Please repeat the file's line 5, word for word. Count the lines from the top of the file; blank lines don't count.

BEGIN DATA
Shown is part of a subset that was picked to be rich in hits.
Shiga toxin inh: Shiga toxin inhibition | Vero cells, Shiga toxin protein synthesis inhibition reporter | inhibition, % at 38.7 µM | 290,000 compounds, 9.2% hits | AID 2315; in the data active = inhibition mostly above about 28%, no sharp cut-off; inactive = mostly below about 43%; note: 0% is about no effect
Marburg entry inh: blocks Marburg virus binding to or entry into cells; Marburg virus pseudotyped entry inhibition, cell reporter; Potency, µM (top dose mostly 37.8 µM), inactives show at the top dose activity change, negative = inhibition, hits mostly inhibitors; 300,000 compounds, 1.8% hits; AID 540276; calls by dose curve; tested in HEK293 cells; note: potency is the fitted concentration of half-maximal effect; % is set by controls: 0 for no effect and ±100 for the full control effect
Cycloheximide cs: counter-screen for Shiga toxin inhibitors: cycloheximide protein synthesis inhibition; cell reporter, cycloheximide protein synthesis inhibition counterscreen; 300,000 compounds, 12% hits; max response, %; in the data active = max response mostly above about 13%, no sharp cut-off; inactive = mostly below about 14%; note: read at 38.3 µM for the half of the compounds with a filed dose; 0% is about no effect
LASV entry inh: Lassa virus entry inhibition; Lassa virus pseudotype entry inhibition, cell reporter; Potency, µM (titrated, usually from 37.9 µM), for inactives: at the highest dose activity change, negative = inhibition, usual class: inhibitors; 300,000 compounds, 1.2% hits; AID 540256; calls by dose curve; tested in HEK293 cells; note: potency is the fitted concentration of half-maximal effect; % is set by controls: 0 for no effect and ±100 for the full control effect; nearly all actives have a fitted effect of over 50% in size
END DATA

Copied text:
LASV entry inh: Lassa virus entry inhibition; Lassa virus pseudotype entry inhibition, cell reporter; Potency, µM (titrated, usually from 37.9 µM), for inactives: at the highest dose activity change, negative = inhibition, usual class: inhibitors; 300,000 compounds, 1.2% hits; AID 540256; calls by dose curve; tested in HEK293 cells; note: potency is the fitted concentration of half-maximal effect; % is set by controls: 0 for no effect and ±100 for the full control effect; nearly all actives have a fitted effect of over 50% in size